• Generally, three basic algorithms are used: P, PI or PID.

• Controllers are designed to eliminate the need for
continuous operator attention.
 Cruise control in a car and a house thermostat
are common examples of how controllers are used to
automatically adjust some variable to hold a measurement
(or process variable) to a desired variable (or set-point)
MCEN 467 – Control Systems

Controller Output

• The variable being controlled is the output of the controller
(and the input of the plant):

provides excitation to the plant      system to be controlled
• The output of the controller will change in response to a change
in measurement or set-point (that said a change in the tracking
error)
MCEN 467 – Control Systems

PID Controller

• In the s-domain, the PID controller may be represented as:
      K          
U ( s)   K p  i  K d s  E (s)
       s         
• In the time domain:
t            de(t )
u (t )  K p e(t )  K i  e(t )dt  K d
0               dt
proportional gain            integral gain           derivative gain
MCEN 467 – Control Systems

PID Controller

• In the time domain:
t                de(t )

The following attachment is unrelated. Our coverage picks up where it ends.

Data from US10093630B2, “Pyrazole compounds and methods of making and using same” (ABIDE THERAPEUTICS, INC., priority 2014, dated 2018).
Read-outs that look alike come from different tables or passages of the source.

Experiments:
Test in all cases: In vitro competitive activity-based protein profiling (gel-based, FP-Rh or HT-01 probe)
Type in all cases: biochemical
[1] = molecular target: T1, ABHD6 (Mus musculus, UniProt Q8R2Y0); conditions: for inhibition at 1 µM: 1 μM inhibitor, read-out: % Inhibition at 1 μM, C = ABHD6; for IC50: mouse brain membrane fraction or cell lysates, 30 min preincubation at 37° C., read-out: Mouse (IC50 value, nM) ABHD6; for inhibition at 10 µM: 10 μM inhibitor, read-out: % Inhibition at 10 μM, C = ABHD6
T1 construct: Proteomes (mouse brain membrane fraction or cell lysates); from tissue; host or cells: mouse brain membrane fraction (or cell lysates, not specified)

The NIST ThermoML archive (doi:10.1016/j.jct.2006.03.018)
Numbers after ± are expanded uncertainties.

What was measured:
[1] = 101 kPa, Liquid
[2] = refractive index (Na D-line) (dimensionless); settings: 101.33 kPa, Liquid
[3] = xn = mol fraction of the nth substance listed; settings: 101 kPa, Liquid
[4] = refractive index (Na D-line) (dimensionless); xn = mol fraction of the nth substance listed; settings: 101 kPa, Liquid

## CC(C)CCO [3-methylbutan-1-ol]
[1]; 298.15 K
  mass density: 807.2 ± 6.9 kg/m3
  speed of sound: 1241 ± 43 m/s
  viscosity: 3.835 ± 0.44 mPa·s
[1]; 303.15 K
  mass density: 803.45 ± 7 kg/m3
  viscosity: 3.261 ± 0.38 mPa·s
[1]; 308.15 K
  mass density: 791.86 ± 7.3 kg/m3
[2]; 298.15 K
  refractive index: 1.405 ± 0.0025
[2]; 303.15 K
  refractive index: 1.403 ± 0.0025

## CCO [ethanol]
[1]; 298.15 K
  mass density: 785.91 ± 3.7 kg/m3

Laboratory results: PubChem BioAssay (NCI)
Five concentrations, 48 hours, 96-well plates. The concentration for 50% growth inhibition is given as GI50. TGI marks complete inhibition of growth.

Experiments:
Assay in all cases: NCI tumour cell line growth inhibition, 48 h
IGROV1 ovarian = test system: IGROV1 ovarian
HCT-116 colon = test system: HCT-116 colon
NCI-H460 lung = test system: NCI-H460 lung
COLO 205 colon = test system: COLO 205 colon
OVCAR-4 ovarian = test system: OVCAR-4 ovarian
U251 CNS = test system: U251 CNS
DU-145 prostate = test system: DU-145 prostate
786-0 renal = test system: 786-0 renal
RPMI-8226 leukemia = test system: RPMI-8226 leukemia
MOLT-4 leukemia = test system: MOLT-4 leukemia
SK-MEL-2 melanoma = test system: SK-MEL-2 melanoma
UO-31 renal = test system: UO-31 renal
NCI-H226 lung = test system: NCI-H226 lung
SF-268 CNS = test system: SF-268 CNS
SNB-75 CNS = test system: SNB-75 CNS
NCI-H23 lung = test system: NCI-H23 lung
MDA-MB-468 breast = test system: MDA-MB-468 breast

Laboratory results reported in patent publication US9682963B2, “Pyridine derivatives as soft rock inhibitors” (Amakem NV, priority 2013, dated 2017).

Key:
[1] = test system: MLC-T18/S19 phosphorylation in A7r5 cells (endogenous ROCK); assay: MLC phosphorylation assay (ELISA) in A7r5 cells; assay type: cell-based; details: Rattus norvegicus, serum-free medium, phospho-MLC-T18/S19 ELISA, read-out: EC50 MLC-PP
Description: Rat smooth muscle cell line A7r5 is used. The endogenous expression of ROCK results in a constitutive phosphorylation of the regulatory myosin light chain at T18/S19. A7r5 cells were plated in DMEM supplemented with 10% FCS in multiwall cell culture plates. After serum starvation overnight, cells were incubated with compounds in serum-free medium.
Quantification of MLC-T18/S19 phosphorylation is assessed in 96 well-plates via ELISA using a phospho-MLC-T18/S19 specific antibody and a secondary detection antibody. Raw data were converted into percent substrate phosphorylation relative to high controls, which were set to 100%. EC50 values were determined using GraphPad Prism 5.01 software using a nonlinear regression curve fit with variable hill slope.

u (t )  K p e(t )  K i  e(t )dt  K d
0               dt
• The signal u(t) will be sent to the plant, and a new output y(t)
will be obtained. This new output y(t) will be sent back to
the sensor again to find the new error signal e(t). The
controllers takes this new error signal and computes its
derivative and its integral gain. This process goes on and on.
MCEN 467 – Control Systems

Definitions
• In the time domain:
t              de(t )
u (t )  K p e(t )  K i  e(t )dt  K d
0                dt
         1 t                de(t ) 
 K p  e(t )   e(t )dt  Td
                                   
        Ti 0                  dt  
integral time constant               derivative time constant
Kp                 Kd
where Ti             ,       Td 
Ki                 Ki       derivative gain

proportional gain          integral gain
MCEN 467 – Control Systems

Controller Effects
• A proportional controller (P) reduces error responses to
disturbances, but still allows a steady-state error.

• When the controller includes a term proportional to the
integral of the error (I), then the steady state error to a
constant input is eliminated, although typically at the cost
of deterioration in the dynamic response.

• A derivative control typically makes the system better
damped and more stable.
MCEN 467 – Control Systems

Closed-loop Response
Rise time      Maximum     Settling    Steady-
overshoot     time     state error
P        Decrease        Increase    Small     Decrease
change
I        Decrease       Increase    Increase   Eliminate

D          Small        Decrease    Decrease     Small
change                                change

• Note that these correlations may not be exactly accurate,
because P, I and D gains are dependent of each other.
MCEN 467 – Control Systems

Example problem of PID
• Suppose we have a simple mass, spring, damper problem.

• The dynamic model is such as:
m  bx  kx  f
x 
• Taking the Laplace Transform, we obtain: